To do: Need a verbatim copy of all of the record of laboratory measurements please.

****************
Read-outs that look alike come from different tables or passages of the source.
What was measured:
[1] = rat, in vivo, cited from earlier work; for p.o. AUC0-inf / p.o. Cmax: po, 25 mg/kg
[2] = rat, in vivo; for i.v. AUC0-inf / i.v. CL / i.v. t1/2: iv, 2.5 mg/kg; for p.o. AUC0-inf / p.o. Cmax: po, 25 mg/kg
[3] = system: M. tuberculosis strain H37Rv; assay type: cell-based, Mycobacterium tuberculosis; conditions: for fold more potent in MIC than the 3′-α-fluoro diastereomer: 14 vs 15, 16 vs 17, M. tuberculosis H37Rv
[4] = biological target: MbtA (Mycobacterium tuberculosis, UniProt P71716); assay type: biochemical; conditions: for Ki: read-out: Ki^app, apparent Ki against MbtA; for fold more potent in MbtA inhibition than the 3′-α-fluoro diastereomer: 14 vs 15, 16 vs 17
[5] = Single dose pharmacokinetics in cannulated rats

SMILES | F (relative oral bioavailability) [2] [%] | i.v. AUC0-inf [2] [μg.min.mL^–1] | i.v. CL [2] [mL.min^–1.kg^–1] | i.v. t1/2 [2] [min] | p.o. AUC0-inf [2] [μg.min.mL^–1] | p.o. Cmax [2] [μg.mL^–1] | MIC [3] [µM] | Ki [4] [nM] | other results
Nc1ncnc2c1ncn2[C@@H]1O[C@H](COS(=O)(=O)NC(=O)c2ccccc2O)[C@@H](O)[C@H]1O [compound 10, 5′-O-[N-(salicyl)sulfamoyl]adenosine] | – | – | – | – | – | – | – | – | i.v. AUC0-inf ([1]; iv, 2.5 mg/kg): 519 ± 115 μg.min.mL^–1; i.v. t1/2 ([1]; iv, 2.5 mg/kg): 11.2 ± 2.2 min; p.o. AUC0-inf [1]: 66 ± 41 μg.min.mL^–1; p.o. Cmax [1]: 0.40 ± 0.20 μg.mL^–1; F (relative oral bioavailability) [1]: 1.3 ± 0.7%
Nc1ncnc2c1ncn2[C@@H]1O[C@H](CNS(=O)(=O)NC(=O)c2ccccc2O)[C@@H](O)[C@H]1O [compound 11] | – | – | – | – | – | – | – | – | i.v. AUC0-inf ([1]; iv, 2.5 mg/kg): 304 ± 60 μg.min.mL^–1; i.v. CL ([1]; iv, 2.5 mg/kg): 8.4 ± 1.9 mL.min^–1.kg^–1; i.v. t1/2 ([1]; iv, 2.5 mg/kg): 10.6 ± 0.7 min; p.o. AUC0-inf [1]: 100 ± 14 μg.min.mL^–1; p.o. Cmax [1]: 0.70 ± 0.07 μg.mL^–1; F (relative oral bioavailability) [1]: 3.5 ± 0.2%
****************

Read-outs that look alike come from different tables or passages of the source.
What was measured:
[1] = rat, in vivo, cited from earlier work; for p.o. AUC0-inf / p.o. Cmax: po, 25 mg/kg
[2] = rat, in vivo; for i.v. AUC0-inf / i.v. CL / i.v. t1/2: iv, 2.5 mg/kg; for p.o. AUC0-inf / p.o. Cmax: po, 25 mg/kg
[3] = system: M. tuberculosis strain H37Rv; assay type: cell-based, Mycobacterium tuberculosis; conditions: for fold more potent in MIC than the 3′-α-fluoro diastereomer: 14 vs 15, 16 vs 17, M. tuberculosis H37Rv
[4] = biological target: MbtA (Mycobacterium tuberculosis, UniProt P71716); assay type: biochemical; conditions: for Ki: read-out: Ki^app, apparent Ki against MbtA; for fold more potent in MbtA inhibition than the 3′-α-fluoro diastereomer: 14 vs 15, 16 vs 17
[5] = Single dose pharmacokinetics in cannulated rats

SMILES | F (relative oral bioavailability) [2] [%] | i.v. AUC0-inf [2] [μg.min.mL^–1] | i.v. CL [2] [mL.min^–1.kg^–1] | i.v. t1/2 [2] [min] | p.o. AUC0-inf [2] [μg.min.mL^–1] | p.o. Cmax [2] [μg.mL^–1] | MIC [3] [µM] | Ki [4] [nM] | other results
Nc1ncnc2c1ncn2[C@@H]1O[C@H](COS(=O)(=O)NC(=O)c2ccccc2O)[C@@H](O)[C@H]1O [compound 10, 5′-O-[N-(salicyl)sulfamoyl]adenosine] | – | – | – | – | – | – | – | – | i.v. AUC0-inf ([1]; iv, 2.5 mg/kg): 519 ± 115 μg.min.mL^–1; i.v. t1/2 ([1]; iv, 2.5 mg/kg): 11.2 ± 2.2 min; p.o. AUC0-inf [1]: 66 ± 41 μg.min.mL^–1; p.o. Cmax [1]: 0.40 ± 0.20 μg.mL^–1; F (relative oral bioavailability) [1]: 1.3 ± 0.7%
Nc1ncnc2c1ncn2[C@@H]1O[C@H](CNS(=O)(=O)NC(=O)c2ccccc2O)[C@@H](O)[C@H]1O [compound 11] | – | – | – | – | – | – | – | – | i.v. AUC0-inf ([1]; iv, 2.5 mg/kg): 304 ± 60 μg.min.mL^–1; i.v. CL ([1]; iv, 2.5 mg/kg): 8.4 ± 1.9 mL.min^–1.kg^–1; i.v. t1/2 ([1]; iv, 2.5 mg/kg): 10.6 ± 0.7 min; p.o. AUC0-inf [1]: 100 ± 14 μg.min.mL^–1; p.o. Cmax [1]: 0.70 ± 0.07 μg.mL^–1; F (relative oral bioavailability) [1]: 3.5 ± 0.2%